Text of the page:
1590 years ago, in 431 CE, the Maya civilization perished as the Ilopango volcano erupted. Every living being within 40 kilometers around the volcano found their end tragically.
A team of researchers succeeded in finding the exact date when the volcano erupted and its nature. The discoveries and results are truly intriguing, showing the harsh fate of the Maya civilization. Here is what you need to know.
The Most Violent Eruption
Victoria Smith, an associate professor from the University of Oxford and head of the Tephrochronology group, led the recent team in what it seemed to be the most challenging work. The team, however, succeeded in establishing the precise date and nature of the Ilopango volcano eruption.
The scientists needed first to examine an ice core recovered from Greenland. Then, to carry out radiocarbon measurements from a charred tree discovered in the TBJ ash deposits. Finally, they were able to date precisely the giant eruption within just a couple of years, in 431 CE.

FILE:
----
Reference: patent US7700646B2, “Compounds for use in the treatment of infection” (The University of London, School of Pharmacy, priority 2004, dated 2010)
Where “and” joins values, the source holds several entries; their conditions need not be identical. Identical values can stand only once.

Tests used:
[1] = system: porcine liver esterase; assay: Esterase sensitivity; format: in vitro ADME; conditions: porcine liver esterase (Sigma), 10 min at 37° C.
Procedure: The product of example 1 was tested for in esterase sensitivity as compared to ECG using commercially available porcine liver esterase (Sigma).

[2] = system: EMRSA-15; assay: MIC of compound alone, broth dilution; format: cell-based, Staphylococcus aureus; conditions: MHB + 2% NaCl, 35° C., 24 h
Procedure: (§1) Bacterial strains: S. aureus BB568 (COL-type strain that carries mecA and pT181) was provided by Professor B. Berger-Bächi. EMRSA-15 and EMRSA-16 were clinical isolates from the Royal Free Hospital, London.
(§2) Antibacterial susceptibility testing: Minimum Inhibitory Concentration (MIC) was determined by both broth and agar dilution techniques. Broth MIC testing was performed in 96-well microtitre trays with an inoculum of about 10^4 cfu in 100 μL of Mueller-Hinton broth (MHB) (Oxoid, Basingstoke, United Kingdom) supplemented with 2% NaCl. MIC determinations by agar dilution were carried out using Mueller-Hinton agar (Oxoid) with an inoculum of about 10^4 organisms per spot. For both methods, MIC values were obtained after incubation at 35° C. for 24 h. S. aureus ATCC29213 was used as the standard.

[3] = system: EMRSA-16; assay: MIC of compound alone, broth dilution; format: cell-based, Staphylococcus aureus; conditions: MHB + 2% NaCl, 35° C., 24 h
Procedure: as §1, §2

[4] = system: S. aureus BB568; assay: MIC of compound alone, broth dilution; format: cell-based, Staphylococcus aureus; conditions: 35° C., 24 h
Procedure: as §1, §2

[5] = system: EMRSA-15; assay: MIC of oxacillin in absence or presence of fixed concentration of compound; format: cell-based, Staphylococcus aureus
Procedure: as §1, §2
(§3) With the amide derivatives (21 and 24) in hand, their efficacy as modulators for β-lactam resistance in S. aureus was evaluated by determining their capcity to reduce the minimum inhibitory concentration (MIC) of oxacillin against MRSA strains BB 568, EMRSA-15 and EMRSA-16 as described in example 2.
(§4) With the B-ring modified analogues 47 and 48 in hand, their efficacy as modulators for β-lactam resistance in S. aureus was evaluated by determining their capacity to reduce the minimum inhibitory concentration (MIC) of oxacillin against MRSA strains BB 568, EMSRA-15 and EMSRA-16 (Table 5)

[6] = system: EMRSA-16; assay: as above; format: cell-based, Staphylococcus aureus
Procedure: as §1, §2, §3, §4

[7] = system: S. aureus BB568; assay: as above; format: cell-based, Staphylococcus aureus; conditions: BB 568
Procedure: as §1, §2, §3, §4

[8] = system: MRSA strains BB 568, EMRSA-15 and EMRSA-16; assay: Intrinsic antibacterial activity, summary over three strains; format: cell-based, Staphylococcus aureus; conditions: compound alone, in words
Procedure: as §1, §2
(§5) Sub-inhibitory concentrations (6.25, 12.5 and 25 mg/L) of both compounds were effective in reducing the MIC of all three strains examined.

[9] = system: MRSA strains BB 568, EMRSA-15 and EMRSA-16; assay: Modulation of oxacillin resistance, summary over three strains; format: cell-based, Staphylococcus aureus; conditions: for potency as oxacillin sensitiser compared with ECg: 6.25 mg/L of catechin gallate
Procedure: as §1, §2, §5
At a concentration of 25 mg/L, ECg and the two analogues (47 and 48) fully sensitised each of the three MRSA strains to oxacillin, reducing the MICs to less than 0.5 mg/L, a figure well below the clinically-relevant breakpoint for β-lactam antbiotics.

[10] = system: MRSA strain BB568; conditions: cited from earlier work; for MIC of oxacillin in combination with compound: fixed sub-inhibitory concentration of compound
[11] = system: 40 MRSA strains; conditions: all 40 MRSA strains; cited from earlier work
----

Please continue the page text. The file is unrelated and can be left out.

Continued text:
The team utilized a 3D tephra dispersal model to calculate that the eruption plume rose to 45 kilometers. The volcano’s ash was spread more than 7,000 kilometers, approximately as far away as Greenland.
However, a significant part of the recent research has been possible thanks to all the data collected during three field campaigns realized in El Salvador. The team performed a detailed mapping of the ash deposits. The deposits were present in an area of 200,000 kilometers.
“The Ilopango eruption was more than 50 times bigger than that of Mount Saint Helens,” explained Smith. The eruption flows were 10 times higher than the volume of tose from Vesuvius that preserved the Pompeii city in ash in 79 CE.
Ilopango was believed to have been responsible for the unusual cold decade in the Northern Hemisphere around 540 CE. However, recent research shows this period is at odds with archaeological proof (pottery production), which indicates a date near the beginning of the Early Classic period.
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